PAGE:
For unsuccessful attempt to provide protection for freedom of association for lgbt people, see below
Freedom of Expression/Censorship:
"... in November 1994, the Constitutional Court ruled against a citizens’ group claiming their rights were violated by the National Television Council’s refusal to prevent the broadcast of a TV commercial about AIDS which showed 2 men kissing. Writing for the court, Judge Vladimiro Naranjo Mesa dismissed the claim on the technical ground that the legal mechanism invoked by the citizens’ group was inappropriate, but felt the need to dispel any question as to his own sexual orientation by proceeding to unnecessarily condemn characterise homosexuality as a "deviant personality trait" threatening children’s psycho-sexual development. Interestingly, although they concurred in the decision to dismiss the complaint on the technical argument, the other two judges explicitly disassociated themselves from the anti-gay/lesbian language of their colleague, stating that homosexuals were entitled to the same constitutional protections and should be afforded equal treatment under the law." (Ordoñez and Elliott)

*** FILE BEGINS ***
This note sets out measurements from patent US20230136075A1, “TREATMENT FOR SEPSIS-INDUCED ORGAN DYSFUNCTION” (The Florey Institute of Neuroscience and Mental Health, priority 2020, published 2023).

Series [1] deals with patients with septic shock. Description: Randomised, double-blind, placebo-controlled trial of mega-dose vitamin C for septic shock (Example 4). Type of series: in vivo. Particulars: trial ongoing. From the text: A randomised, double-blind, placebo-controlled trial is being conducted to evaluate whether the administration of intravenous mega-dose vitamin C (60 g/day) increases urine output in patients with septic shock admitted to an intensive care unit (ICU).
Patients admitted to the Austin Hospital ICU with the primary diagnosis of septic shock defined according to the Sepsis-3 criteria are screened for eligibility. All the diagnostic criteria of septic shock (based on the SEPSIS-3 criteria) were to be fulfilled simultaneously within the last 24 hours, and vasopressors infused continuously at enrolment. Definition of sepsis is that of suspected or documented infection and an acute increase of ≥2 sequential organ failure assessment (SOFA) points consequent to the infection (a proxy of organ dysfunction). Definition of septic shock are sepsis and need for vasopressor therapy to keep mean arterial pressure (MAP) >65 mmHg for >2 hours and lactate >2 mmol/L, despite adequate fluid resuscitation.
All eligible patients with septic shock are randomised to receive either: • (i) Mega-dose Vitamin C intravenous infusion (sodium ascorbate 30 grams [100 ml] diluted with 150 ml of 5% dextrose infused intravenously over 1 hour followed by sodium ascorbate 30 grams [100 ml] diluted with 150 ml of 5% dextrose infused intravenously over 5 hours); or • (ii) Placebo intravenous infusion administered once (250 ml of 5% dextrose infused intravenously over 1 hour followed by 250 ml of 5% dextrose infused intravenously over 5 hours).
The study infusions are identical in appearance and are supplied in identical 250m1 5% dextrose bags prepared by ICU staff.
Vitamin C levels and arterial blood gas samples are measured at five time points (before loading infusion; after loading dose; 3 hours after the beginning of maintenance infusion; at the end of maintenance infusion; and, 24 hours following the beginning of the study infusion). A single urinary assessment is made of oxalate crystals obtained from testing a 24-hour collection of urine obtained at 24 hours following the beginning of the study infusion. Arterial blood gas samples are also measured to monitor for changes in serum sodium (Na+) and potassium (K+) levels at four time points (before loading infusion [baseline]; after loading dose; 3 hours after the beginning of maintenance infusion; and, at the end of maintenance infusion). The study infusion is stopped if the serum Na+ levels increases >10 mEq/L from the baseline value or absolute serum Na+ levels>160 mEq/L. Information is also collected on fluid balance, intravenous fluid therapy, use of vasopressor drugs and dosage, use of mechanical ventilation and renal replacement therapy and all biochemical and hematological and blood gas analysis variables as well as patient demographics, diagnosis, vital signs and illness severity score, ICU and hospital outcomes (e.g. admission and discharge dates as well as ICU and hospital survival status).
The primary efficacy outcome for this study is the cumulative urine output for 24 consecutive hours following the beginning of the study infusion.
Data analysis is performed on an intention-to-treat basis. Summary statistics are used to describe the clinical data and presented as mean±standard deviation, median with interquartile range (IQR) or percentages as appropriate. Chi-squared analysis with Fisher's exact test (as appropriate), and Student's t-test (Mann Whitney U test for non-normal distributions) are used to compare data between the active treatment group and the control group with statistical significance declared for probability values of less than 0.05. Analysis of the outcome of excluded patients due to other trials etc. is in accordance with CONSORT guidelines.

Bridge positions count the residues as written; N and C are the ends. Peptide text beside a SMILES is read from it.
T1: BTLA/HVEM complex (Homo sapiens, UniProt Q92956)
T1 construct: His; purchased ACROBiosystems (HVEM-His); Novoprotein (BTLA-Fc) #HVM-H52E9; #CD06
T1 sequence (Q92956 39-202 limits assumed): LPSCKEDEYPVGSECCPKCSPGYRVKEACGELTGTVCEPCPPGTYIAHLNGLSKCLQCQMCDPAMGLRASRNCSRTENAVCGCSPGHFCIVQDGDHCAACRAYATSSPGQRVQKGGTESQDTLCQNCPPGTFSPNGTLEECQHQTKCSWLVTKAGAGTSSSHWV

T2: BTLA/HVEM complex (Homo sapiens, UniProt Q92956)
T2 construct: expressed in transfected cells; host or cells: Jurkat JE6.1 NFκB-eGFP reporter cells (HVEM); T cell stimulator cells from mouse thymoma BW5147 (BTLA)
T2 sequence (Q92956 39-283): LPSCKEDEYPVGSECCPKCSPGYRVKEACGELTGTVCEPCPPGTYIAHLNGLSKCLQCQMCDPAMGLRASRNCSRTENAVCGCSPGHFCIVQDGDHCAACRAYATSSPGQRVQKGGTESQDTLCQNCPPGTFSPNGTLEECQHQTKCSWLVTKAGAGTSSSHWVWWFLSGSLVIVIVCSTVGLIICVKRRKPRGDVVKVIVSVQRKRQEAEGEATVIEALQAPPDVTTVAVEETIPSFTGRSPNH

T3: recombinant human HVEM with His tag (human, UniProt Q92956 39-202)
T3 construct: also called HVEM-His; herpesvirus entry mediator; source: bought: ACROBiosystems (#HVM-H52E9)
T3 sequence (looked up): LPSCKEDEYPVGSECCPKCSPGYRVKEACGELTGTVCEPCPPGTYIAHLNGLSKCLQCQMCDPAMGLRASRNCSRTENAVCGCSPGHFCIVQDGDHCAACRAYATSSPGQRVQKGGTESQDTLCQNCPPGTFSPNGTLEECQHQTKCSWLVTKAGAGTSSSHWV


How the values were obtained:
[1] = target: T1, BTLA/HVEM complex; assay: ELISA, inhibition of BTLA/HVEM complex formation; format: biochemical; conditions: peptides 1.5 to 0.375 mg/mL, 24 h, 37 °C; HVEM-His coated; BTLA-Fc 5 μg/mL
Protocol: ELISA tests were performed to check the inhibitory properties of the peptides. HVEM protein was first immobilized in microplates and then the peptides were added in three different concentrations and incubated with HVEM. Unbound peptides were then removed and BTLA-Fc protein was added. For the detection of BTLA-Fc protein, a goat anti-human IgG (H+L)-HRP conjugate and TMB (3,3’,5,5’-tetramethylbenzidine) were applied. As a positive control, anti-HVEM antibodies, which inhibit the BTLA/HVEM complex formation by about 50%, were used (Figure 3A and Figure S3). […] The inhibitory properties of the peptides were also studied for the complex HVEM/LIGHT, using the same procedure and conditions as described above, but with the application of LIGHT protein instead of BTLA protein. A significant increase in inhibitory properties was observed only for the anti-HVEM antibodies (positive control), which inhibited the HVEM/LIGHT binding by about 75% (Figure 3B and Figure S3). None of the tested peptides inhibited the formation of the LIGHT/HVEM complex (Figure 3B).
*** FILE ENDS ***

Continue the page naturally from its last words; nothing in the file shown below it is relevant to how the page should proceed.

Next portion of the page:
28-May-97: "Lesbian kissing on the Colombian soap opera "The Perfume of Agony" led the Inextra corporation (part of Procter and Gamble) to cancel its advertising on the show, El Tiempo reported May 15. The move will cost the producers 50 millions pesos a month ($47,259), El Tiempo said." (RW/2783)

For unsuccessful attempt to provide protection for freedom of expression for lgbt people, see below

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*Anti-Discrimination and Anti-Vilification Legislation
Anti-discrimination laws and cases:
09-Apr-98: "Colombia’s Constitutional Court ruled March 26 that private religious schools cannot ban gay students. Two effeminate teenage boys, Gustavo and Andres, had been prohibited from re-enrolling in a school in Ginebra after they had dropped out for financial reasons. The court declared: "Homosexuality is a condition of the human person that implies the choice of a life option equally as respectable and valid as any other.
"It is clear to the court ... that the rector of the school that was sued was operating from a discriminatory and intolerant attitude that is unacceptable in a person who has as his charge the direction of the educative process, whose principal objective is precisely the integral formation of children and youths." (RW/3075)

For unsuccessful attempt to add sexual orientation to the categories included in Colombia's bias crimes legislation, see below

Anti-vilification laws and cases:

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Employment protection law and cases:
10 September 1998: Schoolteacher homosexuality no longer grounds for dismissal